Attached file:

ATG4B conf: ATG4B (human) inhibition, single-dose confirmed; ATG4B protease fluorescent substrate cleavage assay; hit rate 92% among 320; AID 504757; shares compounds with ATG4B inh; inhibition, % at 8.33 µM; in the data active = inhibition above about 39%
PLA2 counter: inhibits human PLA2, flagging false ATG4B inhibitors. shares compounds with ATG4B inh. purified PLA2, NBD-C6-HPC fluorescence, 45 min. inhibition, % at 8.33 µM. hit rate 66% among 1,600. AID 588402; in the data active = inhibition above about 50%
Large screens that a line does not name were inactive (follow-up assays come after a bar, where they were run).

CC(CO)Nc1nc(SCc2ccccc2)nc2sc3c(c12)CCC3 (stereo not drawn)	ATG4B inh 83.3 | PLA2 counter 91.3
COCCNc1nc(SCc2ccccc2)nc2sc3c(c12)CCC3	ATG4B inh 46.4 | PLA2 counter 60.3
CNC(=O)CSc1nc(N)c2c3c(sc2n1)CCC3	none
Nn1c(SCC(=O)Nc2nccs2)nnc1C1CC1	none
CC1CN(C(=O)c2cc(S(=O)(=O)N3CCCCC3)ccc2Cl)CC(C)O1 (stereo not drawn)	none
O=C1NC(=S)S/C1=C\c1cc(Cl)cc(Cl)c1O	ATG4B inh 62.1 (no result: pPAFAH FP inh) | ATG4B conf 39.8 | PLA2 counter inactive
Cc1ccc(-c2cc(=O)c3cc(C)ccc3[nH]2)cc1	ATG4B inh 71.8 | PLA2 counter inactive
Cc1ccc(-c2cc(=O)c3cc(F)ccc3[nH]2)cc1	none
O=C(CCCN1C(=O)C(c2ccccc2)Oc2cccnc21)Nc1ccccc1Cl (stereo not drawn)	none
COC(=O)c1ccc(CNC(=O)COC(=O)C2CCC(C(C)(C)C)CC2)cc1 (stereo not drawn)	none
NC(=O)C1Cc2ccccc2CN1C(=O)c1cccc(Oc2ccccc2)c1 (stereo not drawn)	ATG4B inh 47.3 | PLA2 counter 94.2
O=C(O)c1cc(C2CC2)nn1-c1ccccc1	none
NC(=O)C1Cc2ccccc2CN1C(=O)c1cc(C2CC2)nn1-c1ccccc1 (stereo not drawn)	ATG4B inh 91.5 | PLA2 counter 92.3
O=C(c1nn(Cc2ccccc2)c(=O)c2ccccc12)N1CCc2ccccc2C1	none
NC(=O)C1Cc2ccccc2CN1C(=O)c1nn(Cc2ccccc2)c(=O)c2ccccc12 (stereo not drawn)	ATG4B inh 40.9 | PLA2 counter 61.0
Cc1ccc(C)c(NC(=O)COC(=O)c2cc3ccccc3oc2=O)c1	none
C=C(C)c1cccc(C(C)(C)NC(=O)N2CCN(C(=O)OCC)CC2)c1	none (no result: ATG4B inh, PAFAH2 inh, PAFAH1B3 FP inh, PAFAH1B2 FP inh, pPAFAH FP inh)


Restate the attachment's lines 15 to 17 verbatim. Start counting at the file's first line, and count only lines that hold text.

O=C(O)c1cc(C2CC2)nn1-c1ccccc1	none
NC(=O)C1Cc2ccccc2CN1C(=O)c1cc(C2CC2)nn1-c1ccccc1 (stereo not drawn)	ATG4B inh 91.5 | PLA2 counter 92.3
O=C(c1nn(Cc2ccccc2)c(=O)c2ccccc12)N1CCc2ccccc2C1	none